Computers have been an important part of many industries for decades already and have replaced humans in many jobs. But a new wave of technological development means that even positions that we once saw as immune to computerization are now under threat.

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The college degrees with the highest starting salaries
Forbes
A new salary survey from the National Association of Colleges and Employers (NACE) has some good news for the graduates of the class of 2013. Though many grads are still struggling to find work — an analysis commissioned by the Associated Press in April showed that more than half (53.6 per cent) of new grads were jobless or underemployed — those who are working in their chosen fields are enjoying a 2.4 per cent uptick in salaries from the previous year.

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Waterloo mayor touts strength of region's tech sector in wake of BlackBerry layoff announcement
Toronto Star
The mayor of Waterloo, ON is expressing hope that her city can weather the loss of jobs at BlackBerry. Brenda Halloran says there has been a trend where those affected by past layoffs have been absorbed by the more than 800 tech companies within the region. She says there are more than 1,000 job opportunities in the region's tech sector alone.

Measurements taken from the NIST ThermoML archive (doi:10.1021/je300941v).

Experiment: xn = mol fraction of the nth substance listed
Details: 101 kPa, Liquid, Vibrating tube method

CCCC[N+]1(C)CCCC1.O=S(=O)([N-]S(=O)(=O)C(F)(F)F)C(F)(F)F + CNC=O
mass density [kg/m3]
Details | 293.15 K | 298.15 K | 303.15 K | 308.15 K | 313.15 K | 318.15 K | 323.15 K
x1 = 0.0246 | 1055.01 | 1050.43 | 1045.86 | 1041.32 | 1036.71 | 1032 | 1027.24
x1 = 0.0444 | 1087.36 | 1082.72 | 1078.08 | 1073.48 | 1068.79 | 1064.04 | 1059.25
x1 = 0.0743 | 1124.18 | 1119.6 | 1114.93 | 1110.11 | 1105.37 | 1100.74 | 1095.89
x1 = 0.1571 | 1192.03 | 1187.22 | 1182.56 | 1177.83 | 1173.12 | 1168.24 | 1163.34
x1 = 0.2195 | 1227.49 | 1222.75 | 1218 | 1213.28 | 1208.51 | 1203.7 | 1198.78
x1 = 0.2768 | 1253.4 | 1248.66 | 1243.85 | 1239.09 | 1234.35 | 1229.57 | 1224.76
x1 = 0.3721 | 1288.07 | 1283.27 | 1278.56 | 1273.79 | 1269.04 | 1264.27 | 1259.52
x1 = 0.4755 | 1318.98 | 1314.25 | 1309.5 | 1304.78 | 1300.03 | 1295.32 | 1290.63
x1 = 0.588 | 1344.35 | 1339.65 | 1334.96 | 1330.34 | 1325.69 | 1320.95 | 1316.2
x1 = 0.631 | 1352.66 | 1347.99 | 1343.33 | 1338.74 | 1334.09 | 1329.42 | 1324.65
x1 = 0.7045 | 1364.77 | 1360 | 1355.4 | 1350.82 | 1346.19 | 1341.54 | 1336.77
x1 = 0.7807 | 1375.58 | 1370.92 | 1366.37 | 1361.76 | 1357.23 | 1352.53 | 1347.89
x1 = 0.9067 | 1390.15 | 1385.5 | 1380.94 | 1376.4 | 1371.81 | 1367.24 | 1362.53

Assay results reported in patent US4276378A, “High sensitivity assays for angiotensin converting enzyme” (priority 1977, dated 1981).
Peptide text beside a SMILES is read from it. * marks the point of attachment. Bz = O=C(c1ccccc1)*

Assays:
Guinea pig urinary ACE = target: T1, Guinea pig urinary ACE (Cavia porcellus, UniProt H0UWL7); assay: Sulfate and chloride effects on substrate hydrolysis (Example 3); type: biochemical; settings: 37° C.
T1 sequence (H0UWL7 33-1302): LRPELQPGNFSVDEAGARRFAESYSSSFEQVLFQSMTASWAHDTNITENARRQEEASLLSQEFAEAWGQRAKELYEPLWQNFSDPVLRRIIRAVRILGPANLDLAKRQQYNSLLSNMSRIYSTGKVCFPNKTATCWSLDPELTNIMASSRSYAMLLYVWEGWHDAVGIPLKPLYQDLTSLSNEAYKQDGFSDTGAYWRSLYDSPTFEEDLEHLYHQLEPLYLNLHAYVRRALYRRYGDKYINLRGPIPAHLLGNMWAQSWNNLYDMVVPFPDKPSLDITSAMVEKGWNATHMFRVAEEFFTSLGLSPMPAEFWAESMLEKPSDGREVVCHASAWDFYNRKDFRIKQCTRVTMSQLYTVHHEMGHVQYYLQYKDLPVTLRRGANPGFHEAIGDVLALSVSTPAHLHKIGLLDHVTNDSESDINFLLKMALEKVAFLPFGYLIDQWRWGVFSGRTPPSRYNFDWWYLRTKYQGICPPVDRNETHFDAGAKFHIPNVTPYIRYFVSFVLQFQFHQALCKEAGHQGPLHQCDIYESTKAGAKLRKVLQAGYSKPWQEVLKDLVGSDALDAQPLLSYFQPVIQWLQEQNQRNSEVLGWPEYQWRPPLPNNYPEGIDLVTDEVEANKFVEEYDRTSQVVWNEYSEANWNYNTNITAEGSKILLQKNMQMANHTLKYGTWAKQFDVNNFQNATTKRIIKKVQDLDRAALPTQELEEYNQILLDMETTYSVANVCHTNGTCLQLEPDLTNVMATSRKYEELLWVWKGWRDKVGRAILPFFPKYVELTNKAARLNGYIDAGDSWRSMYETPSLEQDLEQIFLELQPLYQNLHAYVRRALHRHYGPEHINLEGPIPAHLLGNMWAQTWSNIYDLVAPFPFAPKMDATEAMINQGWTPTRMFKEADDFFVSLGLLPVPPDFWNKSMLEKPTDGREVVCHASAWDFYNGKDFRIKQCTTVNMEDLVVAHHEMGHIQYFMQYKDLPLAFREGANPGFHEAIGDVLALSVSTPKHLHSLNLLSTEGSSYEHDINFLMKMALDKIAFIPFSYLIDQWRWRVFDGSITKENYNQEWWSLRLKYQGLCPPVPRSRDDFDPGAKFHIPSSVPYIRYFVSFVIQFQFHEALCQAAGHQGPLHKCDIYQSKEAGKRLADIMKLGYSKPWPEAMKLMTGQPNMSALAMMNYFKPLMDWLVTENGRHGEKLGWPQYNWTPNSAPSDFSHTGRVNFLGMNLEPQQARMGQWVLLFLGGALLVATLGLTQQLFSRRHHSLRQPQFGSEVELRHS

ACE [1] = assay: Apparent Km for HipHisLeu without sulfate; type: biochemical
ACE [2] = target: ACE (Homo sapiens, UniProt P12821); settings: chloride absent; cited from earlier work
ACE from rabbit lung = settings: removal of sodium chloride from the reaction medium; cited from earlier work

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Report: Ontario youth unemployment among the worst in Canada
CTV News
Ontario is one of the toughest places in Canada for young people looking for work, with youth unemployment rates trending higher than the national average, a new study finds. A new report that analyzes Statistics Canada employment data has found that five years after the global economic crisis, Ontario is now the worst province outside of Atlantic Canada for youth unemployment.
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B.C. Jobs Plan needs more work
The Prince George Citizen
Recently, the provincial government provided us with an update on "The BC Jobs Plan" in which they claimed that there has been significant headway in meeting the B.C. government's economic goals. Interesting that it is the B.C. government's goals that we are trying to meet and not the economic demands of the industries in the province.
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CIC Newsletter
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The CIC Newsletter is a weekly e-newsletter from the Chemical Institute of Canada, with highlights from courses and educational programs from past conferences.